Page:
Post #11: Explaining White Privilege to a Broke White Person

floyd-trailer-park

Today’s post is a companion piece to yesterday’s Post #10: White Privilege: Unpacking the Invisible Knapsack. I feel as a person who has benefited from being a white, middle class, educated, US citizen it is my obligation to understand how taking any one of those attributes away could vastly change how I experience life in this country. And so I am sharing this article with you.

When I first heard about White Privilege a few years ago, my reaction was kind of the same as this author’s. But I actually read her article first, then had to follow the links to truly understand what she was talking about. Gina gives several links that give a broader definition to those who may not be familiar with all the terminology. So be certain to explore deeper if any of this doesn’t fully make sense to you.

Gina’s essay explains further how we experience white privilege, even if we don’t realize it, and also how that white privilege isn’t the same for all. Many factors can alter how it affects you. Seriously, if you read one of my Lent Posts this year, this is the one.

Gina Crosley-Corcoran: Explaining White Privilege to a Broke White Person

Lenten Challenge 2016
Post #2: Coming Out Again, and Again, and Again . . .
Post #3: Dalia Mogahed and why she wears a hijab
Post #4: Why diversity in Children’s Literature really Matters
Post #5: The Emotional Toll of Growing Up Black in America
Post #6: Picture from the Box
Post #7: Diversity 101
Post #8: Study examines television, diversity and self-esteem
Post #9: Growing up Muslim in America
Post #10: White Privilege: Unpacking the Invisible Knapsack

 

Post #10: White Privilege: Unpacking the Invisible Knapsack

Peggy McIntosh - associate director of Wellesley College Center for Research on Women & Founder and Co-Director of the National SEED Project

Peggy McIntosh – associate director of Wellesley College Center for Research on Women & Founder and Co-Director of the National SEED Project

“Whites are taught to think of their lives as morally neutral, normative, and average, and also ideal, so that when we work to benefit others, this is seen as work that will allow them to be more like us.” – Elizabeth Minnich

So I’ve been saving this one. There are those among my followers (Facebook, Twitter, blog) who I think desperately need to read this. There are those who may have already. But I fear many are not ready. Their hearts and minds are not open enough.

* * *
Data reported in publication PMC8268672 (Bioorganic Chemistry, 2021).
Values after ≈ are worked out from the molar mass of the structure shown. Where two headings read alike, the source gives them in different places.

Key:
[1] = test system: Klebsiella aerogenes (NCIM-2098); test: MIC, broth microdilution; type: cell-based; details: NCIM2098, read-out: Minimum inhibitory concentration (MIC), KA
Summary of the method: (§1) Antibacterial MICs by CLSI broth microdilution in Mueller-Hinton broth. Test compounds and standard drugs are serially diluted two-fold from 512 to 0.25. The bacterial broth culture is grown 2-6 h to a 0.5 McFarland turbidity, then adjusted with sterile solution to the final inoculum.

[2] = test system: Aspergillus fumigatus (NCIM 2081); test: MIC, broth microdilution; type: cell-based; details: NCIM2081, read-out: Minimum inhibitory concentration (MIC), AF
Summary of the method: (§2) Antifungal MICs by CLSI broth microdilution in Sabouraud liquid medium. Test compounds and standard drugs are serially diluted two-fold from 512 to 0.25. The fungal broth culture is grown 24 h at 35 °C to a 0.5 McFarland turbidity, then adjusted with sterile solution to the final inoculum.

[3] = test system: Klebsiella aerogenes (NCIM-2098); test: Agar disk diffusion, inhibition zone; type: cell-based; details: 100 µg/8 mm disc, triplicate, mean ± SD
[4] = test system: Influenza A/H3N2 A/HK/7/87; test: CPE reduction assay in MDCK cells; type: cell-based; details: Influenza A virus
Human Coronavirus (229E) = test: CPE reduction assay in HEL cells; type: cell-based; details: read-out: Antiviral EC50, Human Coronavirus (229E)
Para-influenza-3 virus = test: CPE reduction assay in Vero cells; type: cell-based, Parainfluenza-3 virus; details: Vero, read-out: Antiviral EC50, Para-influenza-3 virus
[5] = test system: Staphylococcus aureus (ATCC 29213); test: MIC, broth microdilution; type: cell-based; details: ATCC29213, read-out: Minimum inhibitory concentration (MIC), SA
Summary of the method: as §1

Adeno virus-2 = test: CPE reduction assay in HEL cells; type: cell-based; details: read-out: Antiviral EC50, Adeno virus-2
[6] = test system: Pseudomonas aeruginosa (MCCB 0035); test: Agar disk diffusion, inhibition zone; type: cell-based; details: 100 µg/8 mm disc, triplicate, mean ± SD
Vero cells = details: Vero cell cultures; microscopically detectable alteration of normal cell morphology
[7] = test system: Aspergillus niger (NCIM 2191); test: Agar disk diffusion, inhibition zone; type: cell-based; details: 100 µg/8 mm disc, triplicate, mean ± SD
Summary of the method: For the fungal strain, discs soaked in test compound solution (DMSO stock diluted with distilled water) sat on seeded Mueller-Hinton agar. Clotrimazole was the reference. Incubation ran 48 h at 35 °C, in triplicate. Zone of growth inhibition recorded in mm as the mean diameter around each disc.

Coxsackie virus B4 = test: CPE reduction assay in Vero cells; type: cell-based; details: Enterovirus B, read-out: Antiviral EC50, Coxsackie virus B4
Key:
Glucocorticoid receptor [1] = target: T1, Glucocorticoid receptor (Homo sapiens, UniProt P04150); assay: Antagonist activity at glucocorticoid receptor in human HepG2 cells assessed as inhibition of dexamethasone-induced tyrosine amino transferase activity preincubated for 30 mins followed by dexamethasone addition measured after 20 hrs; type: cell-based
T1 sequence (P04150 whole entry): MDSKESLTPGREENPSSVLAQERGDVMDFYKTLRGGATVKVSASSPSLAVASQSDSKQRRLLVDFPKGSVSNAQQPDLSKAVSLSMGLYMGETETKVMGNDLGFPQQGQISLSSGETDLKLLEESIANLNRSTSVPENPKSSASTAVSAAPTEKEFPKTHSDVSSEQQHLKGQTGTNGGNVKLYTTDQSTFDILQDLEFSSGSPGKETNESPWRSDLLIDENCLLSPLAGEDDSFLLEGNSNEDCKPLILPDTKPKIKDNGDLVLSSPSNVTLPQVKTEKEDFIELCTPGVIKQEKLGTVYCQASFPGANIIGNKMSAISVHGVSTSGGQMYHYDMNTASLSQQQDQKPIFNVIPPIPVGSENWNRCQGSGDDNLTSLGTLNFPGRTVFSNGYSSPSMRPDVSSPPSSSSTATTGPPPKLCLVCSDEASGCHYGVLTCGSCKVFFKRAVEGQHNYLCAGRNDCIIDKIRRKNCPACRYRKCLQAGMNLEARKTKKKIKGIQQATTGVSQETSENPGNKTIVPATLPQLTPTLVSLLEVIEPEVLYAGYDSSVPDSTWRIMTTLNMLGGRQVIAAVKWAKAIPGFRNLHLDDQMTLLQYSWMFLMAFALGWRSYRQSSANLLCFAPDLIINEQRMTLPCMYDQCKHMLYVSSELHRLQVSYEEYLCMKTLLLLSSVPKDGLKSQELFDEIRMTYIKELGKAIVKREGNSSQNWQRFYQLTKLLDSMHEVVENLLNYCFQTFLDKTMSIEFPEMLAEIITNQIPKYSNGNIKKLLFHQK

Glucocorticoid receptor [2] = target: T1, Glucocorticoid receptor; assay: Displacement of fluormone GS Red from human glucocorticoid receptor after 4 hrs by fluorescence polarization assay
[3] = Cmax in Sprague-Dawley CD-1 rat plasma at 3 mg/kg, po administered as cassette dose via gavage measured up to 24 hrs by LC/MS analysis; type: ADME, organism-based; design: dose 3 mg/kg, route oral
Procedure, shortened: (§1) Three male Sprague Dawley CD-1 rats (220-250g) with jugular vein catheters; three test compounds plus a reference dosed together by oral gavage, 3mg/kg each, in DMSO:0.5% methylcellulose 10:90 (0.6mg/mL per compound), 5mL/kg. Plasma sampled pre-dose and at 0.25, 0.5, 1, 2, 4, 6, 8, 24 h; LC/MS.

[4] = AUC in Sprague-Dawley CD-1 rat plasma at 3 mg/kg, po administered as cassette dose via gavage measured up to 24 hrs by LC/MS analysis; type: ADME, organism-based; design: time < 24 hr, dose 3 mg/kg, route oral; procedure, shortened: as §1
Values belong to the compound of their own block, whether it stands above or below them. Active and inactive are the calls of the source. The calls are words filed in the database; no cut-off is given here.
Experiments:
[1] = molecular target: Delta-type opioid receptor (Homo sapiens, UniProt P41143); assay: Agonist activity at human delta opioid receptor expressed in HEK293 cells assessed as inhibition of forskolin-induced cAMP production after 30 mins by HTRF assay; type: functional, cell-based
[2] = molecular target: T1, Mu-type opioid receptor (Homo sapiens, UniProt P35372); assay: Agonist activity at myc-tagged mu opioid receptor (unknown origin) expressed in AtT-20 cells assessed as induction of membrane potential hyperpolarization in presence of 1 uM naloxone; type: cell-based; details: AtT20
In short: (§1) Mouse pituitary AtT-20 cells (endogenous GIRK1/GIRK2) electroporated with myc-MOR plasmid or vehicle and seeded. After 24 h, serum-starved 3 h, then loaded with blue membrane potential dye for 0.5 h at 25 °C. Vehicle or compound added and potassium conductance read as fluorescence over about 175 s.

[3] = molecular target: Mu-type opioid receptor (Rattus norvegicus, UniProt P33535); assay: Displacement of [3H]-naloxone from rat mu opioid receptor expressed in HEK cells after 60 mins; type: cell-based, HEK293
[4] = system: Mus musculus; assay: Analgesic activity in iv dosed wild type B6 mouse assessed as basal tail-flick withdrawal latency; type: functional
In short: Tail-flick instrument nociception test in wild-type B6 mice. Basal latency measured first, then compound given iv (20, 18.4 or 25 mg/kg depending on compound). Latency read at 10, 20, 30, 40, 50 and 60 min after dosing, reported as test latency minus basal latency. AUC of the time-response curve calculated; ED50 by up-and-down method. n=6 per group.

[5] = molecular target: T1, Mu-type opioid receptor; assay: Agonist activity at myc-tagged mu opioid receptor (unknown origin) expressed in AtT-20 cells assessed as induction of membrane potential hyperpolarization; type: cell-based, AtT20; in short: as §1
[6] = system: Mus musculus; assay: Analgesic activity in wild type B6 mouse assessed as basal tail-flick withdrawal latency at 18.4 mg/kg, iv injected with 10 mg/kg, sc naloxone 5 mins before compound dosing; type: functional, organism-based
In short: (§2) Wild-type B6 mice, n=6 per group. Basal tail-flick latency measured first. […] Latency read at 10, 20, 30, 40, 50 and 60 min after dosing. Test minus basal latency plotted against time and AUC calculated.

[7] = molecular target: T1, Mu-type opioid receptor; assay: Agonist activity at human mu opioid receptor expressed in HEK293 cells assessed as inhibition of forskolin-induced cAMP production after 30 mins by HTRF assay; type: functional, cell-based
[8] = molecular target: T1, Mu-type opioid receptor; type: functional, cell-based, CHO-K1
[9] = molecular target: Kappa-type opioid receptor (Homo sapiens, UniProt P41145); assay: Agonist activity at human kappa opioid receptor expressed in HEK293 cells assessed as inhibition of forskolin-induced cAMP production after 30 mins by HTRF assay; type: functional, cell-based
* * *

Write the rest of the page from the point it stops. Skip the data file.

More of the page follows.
Of course, that’s not all of you.

So I challenge my readers, whether the title (maybe especially if the title) offends you, concerns you, gives you that creeping feeling of guilt or denial or fear, please read this.

Digest it. Think about it. Apply the list to your life in general terms. We aren’t talking specifics here. We’re talking “I can pretty much be assured on a normal day . . .”

Maybe think about how this list doesn’t apply to some people, and why. How this affects them, their lives, how they see the world and colors their everyday interactions.

Think about it some more and maybe talk with others. Push down that tendency to get offended and feel attacked. Remind yourself, you’re not being attacked. You are being given a chance to grow.

For what good is life if we are unable to learn from those around us?

Peggy McIntosh: White Privilege: Unpacking the Invisible Knapsack

To learn more about Peggy McIntosh here is her Wikipedia page.

Lenten Challenge 2016
Post #2: Coming Out Again, and Again, and Again . . .
Post #3: Dalia Mogahed and why she wears a hijab
Post #4: Why diversity in Children’s Literature really Matters
Post #5: The Emotional Toll of Growing Up Black in America
Post #6: Picture from the Box
Post #7: Diversity 101
Post #8: Study examines television, diversity and self-esteem
Post #9: Growing up Muslim in America